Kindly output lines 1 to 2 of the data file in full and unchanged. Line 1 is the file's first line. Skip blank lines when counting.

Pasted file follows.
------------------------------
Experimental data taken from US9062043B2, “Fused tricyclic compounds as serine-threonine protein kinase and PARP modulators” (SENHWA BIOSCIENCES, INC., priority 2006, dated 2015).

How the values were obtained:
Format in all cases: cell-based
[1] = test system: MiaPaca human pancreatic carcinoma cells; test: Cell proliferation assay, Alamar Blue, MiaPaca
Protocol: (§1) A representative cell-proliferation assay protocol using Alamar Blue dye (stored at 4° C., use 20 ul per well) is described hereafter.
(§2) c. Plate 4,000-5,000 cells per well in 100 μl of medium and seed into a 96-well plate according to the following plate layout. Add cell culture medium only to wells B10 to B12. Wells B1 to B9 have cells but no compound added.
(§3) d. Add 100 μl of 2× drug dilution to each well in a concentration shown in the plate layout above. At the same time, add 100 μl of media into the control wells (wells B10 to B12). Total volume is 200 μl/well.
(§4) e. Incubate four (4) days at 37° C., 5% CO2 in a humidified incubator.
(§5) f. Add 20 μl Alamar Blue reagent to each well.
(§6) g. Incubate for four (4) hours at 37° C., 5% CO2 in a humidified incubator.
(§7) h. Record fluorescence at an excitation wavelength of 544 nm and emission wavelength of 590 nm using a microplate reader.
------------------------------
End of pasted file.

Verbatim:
Experimental data taken from US9062043B2, “Fused tricyclic compounds as serine-threonine protein kinase and PARP modulators” (SENHWA BIOSCIENCES, INC., priority 2006, dated 2015).

How the values were obtained: